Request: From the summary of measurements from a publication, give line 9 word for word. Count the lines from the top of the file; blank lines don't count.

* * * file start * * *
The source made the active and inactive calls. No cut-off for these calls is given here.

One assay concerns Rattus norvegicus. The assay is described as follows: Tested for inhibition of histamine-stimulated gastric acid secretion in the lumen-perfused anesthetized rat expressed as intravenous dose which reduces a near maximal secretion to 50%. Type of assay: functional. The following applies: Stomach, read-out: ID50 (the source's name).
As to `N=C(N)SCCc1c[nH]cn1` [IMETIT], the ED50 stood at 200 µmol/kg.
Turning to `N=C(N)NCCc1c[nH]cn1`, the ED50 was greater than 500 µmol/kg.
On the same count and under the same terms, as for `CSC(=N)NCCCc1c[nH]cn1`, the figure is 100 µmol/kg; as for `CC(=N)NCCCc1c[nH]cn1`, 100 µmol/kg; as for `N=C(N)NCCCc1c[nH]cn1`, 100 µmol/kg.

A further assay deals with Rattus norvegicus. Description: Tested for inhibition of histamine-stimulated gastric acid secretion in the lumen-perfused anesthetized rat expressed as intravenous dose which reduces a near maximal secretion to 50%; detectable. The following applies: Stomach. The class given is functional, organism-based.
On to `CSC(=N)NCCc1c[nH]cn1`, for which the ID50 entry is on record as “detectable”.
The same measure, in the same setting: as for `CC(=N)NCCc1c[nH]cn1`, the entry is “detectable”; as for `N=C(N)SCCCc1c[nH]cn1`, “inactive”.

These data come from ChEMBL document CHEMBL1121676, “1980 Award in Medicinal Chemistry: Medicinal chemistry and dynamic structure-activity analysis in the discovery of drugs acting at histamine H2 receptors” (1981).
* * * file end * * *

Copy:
These data come from ChEMBL document CHEMBL1121676, “1980 Award in Medicinal Chemistry: Medicinal chemistry and dynamic structure-activity analysis in the discovery of drugs acting at histamine H2 receptors” (1981).